skipping stones

An old fashioned pastime I’m ever so fond of is skipping stones.

We spent a glorious weekend on Vancouver Island in some of my dearest childhood haunts, with sweet friends. Between picnics, beachcombing, and the odd brave swim in the cold waters, we skipped a lot of stones. My dear friend Lisa taught me some stone skipping skills.

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There’s an extraordinary variety of names for this game, from so many cultures:

In North America it is also referred to as “skipping rocks”. In Italian is called rimbalzello, in Russian this game is called “baking pancakes” (pech blini), in Ukrainian, it is called “letting the frogs out” (zapuskaty zhabky), in Polish, “letting the ducks out” (puszczanie kaczek). In Hungarian it is called “making it to waddle” (kacsáztatás). In Spanish it is called “making white-caps” or “frogging(?)” (hacer cabrillas or hacer sapito), among other names, in Catalan, “making step-stone bridges” or “furrows”, or simply “skipping stones” (fer passeres, fer rigalets, llençar passanelles). Also, in Estonian, it is called “throwing a burbot” (lutsu viskama). In Bengali Stone skipping is played in the name of Bengachi (frog jumps). In Andhra Pradesh Stone skipping is played in the name of Kappa Gantulu (frog jumps). In Portuguese, it is called either “peixinho” (little fish) or “conchinhas” (little seashells). In French, it is called “ricochets“, and in Swedish as well as in Finnish it is called “throwing a sandwich”, if translated literally. Czech language mostly uses dělat (házet) žabky/žabičky (to make/throw little frogs – countrywide, especially in Central and North Bohemia and Czech Silesia) or kačky/kačeny/kařery/kačenky/káčata/káčery/káčírky (ducks/drakes/ducklings, East Bohemia and parts of Moravia) but there are many other local and dialectal words: rybičky/rybky (little fishes), mističky (saucers), talíře (plates/dishes), podlisky/podlíšky/lyšky (wagtails), potápky (divers), pokličky/pukličky (pot-lids), plisky, plesky (flaps), žbluňky (plops), šipky (darts), bubliny (bubbles), židy (jews), páni/panáky (sirs/figures), babky (gammers/wagtails), panenky (dolls/girls/dragonflies), převážet panenku Mariu (to ferry Virgin Mary) and many others.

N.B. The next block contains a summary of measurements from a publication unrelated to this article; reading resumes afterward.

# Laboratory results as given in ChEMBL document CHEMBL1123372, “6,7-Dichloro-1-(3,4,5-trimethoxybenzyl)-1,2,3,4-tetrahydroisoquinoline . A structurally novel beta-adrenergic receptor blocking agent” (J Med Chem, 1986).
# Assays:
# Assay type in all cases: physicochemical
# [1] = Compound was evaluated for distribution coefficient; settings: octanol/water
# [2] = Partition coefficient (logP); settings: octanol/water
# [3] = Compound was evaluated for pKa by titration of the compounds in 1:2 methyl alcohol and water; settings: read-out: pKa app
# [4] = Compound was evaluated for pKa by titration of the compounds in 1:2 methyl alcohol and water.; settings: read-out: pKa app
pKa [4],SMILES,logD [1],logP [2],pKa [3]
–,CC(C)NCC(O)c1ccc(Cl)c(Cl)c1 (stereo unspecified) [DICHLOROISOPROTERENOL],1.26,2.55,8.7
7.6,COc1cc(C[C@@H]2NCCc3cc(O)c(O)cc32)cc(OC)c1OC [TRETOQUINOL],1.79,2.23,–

I like to think that as Lisa skips stones across the cove, someone in the world is doing the same thing by a different name.

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